debridement technique, especially with sodium hypochlorite prior to sealer placement, may enhance the ohturation of these aberrancies with all methods of obturation, thereby potentially reducing apical leakage. Studies have shown reduced levels of leakage when the smear layer has been removed (13, 14). This would be especially true of vertical condensation with warm gutta-percha and thermoplasticized gutta-percha techniques, the latter of which has been shown to result in the movement of gutta-percha and sealer into the dentinal tubules when the smear layer has been removed (9, 15). The routine occurrence of this movement with lateral condensation, however, has been questioned (16). Previous in vitro studies have presented mixed findings regarding the efficacy of ultrasonic sealer placement. Amato et al. (4) using extracted anterior teeth, Jeffrey et al. (3) using simulated single-canal tooth models, and Wiemann and Wilcox (6) using extracted mandibular incisor teeth have indicated that the method of sealer placement may not be important. On the other hand, Hoen et al. (5) and West et al. (7) both used extracted human mandibular molars and demonstrated that the ultrasonic method of root canal sealer placement covered the canals walls in a more thorough manner, following complete removal of the smear layer. The present in vivo study has shown that following a final debridement procedure with an ultrasonic file and sodium hypochlorite, ultrasonic sealer placement may significantly influence the filling of accessory channels. Variables within all these studies include the type of sealer used, techniques for the use of the ultrasonic unit, the type of unit used, and the nature of the irrigant use.

The informed consent of all human subjects who participated in the experimental investigation reported or described in this article was obtained after the nature of the procedure and possible discomforts and risks had been fully explained. Dr. Stamos is in private practice limited to endodontics, Kansas City, MO. Dr. Gutmann is professor and director, Graduate Endodontic Program, Department of Restorative Sciences, Baylor College of Dentistry, Dallas, TX. Dr. Gettleman is in private practice limited to endodontics, Glendale, AZ. Address requests for reprints to Dr. James L. Gutmann, Department of Restorative Sciences, Baylor College of Dentistry, 3302 Gaston Avenue, Dallas, TX 75204.

* x2 - 0.035(p > 0.05),df = 1. 1-x 2 = 28.72(13< 0+001),df = 1.

technique chosen for filling material delivery or condensation. To achieve this goal, thorough cleaning and shaping is necessary, especially as it relates to tissue debris removal from the intricacies of the canal system, such as fins, webs, culs-de-sac, tubules, and accessory canals. Once these aberrant areas are properly cleaned, the movement of sealer and gutta-percha throughout the canal spaces is enhanced (9). Hence, there is a need for techniques to ensure this movement. In this in vivo study, the ultrasonic placement of sealer resulted in its movement into canal intricacies not observed when the master cone only was used for sealer placement and distribution. Based on previous studies (5, 7) and the techniques performed in this study, it is likely that the final ultrasonic cleaning of the canal, prior to sealer placement, resulted in the removal of some of the smear layer which occluded the openings to accessory canals. Many studies have identified the need for sodium hypochlorite solution in conjunction with ultrasonic cleaning to achieve optimal dentin wall cleanliness (10-12). Likewise, final rinses with a chelating agent and alcohol have also been specified (5, 7) to ensure removal of adherent debris and to facilitate drying of the dentinal wails and tubules. Therefore, the use of a final canal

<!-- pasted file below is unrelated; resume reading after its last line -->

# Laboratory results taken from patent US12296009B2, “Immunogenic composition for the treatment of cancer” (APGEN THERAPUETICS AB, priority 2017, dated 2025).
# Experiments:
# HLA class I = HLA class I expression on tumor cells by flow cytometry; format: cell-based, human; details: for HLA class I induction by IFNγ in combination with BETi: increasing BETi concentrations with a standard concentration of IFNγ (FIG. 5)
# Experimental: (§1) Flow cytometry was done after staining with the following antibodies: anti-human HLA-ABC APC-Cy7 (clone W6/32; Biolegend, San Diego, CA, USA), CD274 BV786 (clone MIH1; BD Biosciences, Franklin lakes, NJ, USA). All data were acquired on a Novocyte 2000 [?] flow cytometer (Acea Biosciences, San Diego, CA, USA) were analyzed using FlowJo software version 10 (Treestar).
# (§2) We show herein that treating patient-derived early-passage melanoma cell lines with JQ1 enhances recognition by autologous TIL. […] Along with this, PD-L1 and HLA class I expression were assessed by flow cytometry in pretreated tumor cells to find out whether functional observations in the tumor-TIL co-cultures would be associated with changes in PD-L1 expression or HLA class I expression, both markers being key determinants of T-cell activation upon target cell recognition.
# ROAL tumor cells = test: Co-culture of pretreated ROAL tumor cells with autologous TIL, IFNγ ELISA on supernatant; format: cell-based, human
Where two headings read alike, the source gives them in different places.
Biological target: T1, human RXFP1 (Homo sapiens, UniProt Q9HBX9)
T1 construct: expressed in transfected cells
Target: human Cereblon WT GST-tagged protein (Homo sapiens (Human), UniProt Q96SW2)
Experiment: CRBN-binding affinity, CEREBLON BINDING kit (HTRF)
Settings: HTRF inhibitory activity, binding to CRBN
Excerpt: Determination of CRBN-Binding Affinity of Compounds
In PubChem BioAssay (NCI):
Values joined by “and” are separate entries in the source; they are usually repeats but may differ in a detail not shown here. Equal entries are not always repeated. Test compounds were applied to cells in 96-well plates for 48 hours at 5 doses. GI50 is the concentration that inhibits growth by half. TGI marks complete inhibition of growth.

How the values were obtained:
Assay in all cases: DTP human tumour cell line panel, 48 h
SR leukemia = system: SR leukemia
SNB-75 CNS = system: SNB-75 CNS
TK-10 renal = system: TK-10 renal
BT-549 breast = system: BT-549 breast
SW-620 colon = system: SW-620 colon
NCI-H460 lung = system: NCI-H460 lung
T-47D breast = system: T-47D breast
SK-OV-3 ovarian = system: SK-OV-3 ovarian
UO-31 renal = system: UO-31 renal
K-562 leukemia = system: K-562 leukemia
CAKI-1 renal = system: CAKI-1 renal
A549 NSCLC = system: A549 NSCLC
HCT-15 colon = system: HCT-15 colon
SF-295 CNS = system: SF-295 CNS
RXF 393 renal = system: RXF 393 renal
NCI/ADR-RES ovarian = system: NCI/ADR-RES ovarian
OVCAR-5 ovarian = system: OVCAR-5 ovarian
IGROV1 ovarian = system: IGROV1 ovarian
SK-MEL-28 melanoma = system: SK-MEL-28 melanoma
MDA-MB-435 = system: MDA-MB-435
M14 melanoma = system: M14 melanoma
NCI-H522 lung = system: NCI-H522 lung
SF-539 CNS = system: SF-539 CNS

References 1. Uhrich JM, Moser JB, Heuer MA. The theology of selected root canal sealer cements. J Endodon 1978;4:373-9. 2. Evans JT, Simon JHS. Evaluation of the apical seal produced by injected thermoplasticized gutta-perch in the absence of smear layer and root canal sealer. J Endodon 1986;12:101-7. 3. Jeffrey IWM, Saunders WP, Thomas GE. An investigation into the movement of sealer during placement of gutta-perch points. Int Endod J 1986;19:21-8. 4. Amato R, Goldman M, Tenca J, Burk G. A comparison of the efficiency of various delivery methods on sealer distribution [Abstract 6]. J Endodon 1984;19:119. 5. Hoen MM, LaBounty GL, Keller DL. Ultrasonic endodontic sealer placement. J Endodon 1988;14:189-74_ 6. Wiemann AH, Wilcox LR. In vitro evaluation of four methods of sealer placement. J Endodon 1991;17:444-7. 7. West LA, LaBounty GL, Keller DL. Obturation quality utilizing ultrasonic cleaning and sealer placement followed by lateral condensation with guttapercha. J Endodon 1989;15:507-11. 8. American Association of Endodontists. Quality assurance guidelines. Chicago: AAE, 1987. 9. Gutmann JL. Adaptation of thermoplasticized gutta-percha in the absence of the dentinal smear layer, lnt Endod J 1993;26:87-92. 10. Stamos DE, Sadeghi EM, Haasch GC, Gerstein H. An in vitro comparison study to quantitate the debridement ability of hand, sonic, and ultrasonic instrumentation. J Endodon 1987;13:434-40. 11. Mandel E, Machtou P, Friedman S. Scanning etectron microscope observation of canal cleanliness. J Endodon 1990;16:279-83.

Root Canal Sealer Distribution

Vol. 21, No. 4, April 1995 12. Griffiths BM, Stock CJR. The efficiency of irrigants in removing root

canal debris when used with an ultrasonic preparation technique. Int Endod J 1986;19:277-84. 13. Kennedy WA, Walker WA, Gough RW. Smear layer removal effects on apical leakage. J Endodon 1986;12:21-7. 14. Cergneux M, Ciocchi B, Dietschi JM, Holz J. The influence of the smear layer on the sealing ability of canal obturation. Int Endod J 1987;20:


228-32. 15. Michanowicz AE, Czonstkowsky M, Piesco NP. Low-temperature (70°C) injection gutta-percha: a scanning electron microscopic investigation. J Endodon 1986;12:64-7. 16. Baumgardner KR, Krell KV. Ultrasonic condensation of gutta-percha: an in vitro dye penetration and scanning microscopic study. J Endodon 1990;16:253-9.

A Word for the Wise Collecting and speculating on the possible definition of abstruse medicine terms is a harmless pastime. Bezoar, for example, could reasonably be thought to be "a device with which to zo." Alas, its accepted meaning is a hard mass found in the intestine.

My cat, a more prosaic creature, just calls that a hair ball.

Ann Wiley